Trying to work out how speakers which are silent from the rear work -- I.e. they have no bass spill out the back. I have recalled someone saying something about some clever technology, but I'm unable to find it.
The M3D sub you mentioned includes a technical description of the function directly on the product page.
A pair of 18-inch drivers is mounted at the front of the cabinet, and works in conjunction with a pair of 15-inch drivers facing the rear and is driven by a sophisticated phase manipulation circuit. The resulting directional pattern assures that very low-frequency energy does not spill onto the stage or cause excessive reverberation.
DoritoStyle's answer hit this squarely on the head, but I wanted to offer some more expansion on the concepts. Basically you put a set of speakers behind the main speakers. Since you know the distance from the front speaker to the back speaker, you can calculate the delay needed for sound to come out the second speaker such that it is the inverse of the sound just reaching it from the main speaker.
This inversion will effectively cancel out the sound heading directly backwards and destructively interfere with the sound heading out in other directions. By setting the speaker distance carefully, they can make it so that the amount of destruction heading backwards is not as bad as the destruction going forwards (when the sound from the second speaker reaches the main speaker with a constant frequency being produced.)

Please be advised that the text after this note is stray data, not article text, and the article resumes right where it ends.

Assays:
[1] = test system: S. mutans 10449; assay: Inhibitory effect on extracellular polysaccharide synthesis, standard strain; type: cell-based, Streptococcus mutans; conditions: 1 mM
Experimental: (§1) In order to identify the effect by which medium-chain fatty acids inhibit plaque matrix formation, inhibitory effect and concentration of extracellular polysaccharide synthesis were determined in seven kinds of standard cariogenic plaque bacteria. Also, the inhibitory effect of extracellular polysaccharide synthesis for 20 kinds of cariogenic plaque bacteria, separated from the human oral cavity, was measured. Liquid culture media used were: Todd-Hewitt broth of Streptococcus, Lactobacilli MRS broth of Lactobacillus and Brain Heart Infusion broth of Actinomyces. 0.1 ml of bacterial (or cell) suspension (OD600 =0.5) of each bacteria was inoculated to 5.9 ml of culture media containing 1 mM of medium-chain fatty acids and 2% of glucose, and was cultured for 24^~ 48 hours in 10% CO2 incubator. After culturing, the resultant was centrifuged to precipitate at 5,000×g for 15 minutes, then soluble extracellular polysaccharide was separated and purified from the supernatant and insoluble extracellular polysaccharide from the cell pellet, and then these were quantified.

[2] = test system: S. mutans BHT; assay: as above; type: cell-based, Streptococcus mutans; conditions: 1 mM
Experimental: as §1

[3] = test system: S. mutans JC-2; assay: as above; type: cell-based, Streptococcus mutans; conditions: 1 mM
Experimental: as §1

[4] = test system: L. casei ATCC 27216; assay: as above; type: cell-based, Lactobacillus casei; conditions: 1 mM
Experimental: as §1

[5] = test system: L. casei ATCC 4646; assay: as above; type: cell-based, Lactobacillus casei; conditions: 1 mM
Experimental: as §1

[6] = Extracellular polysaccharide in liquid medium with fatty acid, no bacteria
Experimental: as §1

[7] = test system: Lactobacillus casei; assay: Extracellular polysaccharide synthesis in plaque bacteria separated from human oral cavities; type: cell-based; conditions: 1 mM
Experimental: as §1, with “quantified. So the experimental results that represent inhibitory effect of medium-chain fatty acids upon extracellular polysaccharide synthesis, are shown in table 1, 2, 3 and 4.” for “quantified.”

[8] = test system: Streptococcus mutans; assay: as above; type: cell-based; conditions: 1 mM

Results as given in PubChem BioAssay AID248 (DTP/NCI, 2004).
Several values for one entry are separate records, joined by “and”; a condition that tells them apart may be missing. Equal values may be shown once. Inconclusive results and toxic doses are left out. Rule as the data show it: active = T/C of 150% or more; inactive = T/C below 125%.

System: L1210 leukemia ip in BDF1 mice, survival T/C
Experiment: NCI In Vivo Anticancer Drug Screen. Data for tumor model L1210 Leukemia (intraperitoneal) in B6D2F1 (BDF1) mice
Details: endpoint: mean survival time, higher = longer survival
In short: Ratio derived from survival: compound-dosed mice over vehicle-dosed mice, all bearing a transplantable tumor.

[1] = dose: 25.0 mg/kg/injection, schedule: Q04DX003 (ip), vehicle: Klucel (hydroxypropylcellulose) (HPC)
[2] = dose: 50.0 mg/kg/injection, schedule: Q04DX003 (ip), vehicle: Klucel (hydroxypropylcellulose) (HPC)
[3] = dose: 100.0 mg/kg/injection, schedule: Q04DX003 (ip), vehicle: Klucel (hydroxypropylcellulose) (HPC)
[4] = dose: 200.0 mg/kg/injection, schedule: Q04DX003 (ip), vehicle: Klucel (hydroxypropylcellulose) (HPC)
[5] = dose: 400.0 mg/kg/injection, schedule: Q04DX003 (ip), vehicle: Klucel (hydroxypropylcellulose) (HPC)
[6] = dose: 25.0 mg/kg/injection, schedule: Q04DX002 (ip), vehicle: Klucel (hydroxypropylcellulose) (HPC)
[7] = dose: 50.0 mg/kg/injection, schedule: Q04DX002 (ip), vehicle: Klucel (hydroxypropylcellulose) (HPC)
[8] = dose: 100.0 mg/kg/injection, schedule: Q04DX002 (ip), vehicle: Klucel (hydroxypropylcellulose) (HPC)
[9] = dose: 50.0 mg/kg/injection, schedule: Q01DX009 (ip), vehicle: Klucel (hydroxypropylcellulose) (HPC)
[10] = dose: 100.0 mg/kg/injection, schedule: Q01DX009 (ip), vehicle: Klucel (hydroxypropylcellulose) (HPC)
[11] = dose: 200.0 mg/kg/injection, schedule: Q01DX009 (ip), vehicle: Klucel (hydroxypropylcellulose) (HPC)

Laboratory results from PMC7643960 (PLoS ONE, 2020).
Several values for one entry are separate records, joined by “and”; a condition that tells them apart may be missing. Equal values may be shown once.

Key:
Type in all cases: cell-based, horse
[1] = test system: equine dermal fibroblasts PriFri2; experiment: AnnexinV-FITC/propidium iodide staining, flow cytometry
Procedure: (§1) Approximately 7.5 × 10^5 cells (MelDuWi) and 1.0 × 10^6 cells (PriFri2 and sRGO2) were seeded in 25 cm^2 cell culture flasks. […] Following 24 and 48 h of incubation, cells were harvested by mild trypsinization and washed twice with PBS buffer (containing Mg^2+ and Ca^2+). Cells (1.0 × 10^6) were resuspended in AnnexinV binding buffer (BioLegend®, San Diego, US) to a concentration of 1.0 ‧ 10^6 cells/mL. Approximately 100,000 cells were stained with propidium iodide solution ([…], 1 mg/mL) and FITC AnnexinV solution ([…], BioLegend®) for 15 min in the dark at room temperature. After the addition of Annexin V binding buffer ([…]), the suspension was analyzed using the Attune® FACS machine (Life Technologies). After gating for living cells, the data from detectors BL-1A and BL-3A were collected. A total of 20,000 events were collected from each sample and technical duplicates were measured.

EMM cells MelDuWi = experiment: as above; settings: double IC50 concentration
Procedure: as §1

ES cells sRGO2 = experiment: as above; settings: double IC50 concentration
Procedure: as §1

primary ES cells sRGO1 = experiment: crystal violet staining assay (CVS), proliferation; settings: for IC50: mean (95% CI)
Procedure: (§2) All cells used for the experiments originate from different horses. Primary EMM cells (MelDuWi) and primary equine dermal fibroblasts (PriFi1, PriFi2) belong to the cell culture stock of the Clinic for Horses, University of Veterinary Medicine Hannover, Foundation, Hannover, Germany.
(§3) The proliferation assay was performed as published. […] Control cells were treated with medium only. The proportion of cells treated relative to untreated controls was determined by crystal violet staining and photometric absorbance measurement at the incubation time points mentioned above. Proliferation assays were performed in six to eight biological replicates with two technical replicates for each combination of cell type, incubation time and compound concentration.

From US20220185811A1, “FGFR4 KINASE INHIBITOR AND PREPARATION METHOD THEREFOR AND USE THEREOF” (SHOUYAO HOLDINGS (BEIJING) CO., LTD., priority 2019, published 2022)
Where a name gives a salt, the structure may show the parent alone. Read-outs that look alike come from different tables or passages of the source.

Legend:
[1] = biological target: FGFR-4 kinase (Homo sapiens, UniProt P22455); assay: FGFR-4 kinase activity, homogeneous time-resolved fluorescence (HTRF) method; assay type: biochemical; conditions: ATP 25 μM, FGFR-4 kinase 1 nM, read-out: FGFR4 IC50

It is worth noting that outside of a relatively small frequency band, this technique starts behaving quite erratically as you move through frequencies that don't align as well from to the distance between the main and secondary speakers. You could probably process it such that it still cancels going backwards, but at certain frequencies, that will also produce varying levels of cancellation going forwards as well. You could counteract that variation by providing less cancellation at certain frequencies, but then you will get a really weird sound out of the back of the speaker, with some frequencies almost unaltered.
"Cardioid" low end speakers (usually subwoofers in my experience) are usually 2 (or more) drivers in a single enclosure which are intentionally fed signals that are delayed and out of phase with each other in a certain way to cancel out sound in the direction of the back of the cabinet.
This approach sacrifices power for directionality in order to reduce sound bleed to unwanted areas.
You can achieve similar results with individual enclosures with some processing.
Math to follow soon.